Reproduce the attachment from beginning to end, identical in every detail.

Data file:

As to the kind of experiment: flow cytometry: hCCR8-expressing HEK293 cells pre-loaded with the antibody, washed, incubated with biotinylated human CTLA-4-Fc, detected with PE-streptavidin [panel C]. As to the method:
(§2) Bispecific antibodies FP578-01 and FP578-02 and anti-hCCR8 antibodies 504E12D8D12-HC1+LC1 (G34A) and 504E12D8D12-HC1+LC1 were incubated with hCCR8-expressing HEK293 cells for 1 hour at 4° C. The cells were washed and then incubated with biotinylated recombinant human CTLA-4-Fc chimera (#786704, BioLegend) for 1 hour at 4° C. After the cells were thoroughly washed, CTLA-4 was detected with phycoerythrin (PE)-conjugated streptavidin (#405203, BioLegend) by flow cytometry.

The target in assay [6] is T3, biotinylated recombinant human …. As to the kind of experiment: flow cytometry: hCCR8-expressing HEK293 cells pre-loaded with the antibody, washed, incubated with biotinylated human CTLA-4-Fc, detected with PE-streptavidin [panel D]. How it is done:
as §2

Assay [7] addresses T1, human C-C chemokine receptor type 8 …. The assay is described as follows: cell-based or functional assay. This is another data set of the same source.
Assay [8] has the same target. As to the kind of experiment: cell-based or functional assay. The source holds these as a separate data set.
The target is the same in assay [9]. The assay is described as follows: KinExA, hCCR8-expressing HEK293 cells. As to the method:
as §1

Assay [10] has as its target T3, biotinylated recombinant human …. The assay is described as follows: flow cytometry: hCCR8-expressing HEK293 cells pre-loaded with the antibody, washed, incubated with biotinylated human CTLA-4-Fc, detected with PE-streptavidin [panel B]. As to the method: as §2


As to the kind of experiment: flow cytometry: hCCR8-expressing HEK293 cells pre-loaded with the antibody, washed, incubated with biotinylated human CTLA-4-Fc, detected with PE-streptavidin [panel C]. As to the method:
(§2) Bispecific antibodies FP578-01 and FP578-02 and anti-hCCR8 antibodies 504E12D8D12-HC1+LC1 (G34A) and 504E12D8D12-HC1+LC1 were incubated with hCCR8-expressing HEK293 cells for 1 hour at 4° C. The cells were washed and then incubated with biotinylated recombinant human CTLA-4-Fc chimera (#786704, BioLegend) for 1 hour at 4° C. After the cells were thoroughly washed, CTLA-4 was detected with phycoerythrin (PE)-conjugated streptavidin (#405203, BioLegend) by flow cytometry.

The target in assay [6] is T3, biotinylated recombinant human …. As to the kind of experiment: flow cytometry: hCCR8-expressing HEK293 cells pre-loaded with the antibody, washed, incubated with biotinylated human CTLA-4-Fc, detected with PE-streptavidin [panel D]. How it is done:
as §2

Assay [7] addresses T1, human C-C chemokine receptor type 8 …. The assay is described as follows: cell-based or functional assay. This is another data set of the same source.
Assay [8] has the same target. As to the kind of experiment: cell-based or functional assay. The source holds these as a separate data set.
The target is the same in assay [9]. The assay is described as follows: KinExA, hCCR8-expressing HEK293 cells. As to the method:
as §1

Assay [10] has as its target T3, biotinylated recombinant human …. The assay is described as follows: flow cytometry: hCCR8-expressing HEK293 cells pre-loaded with the antibody, washed, incubated with biotinylated human CTLA-4-Fc, detected with PE-streptavidin [panel B]. As to the method: as §2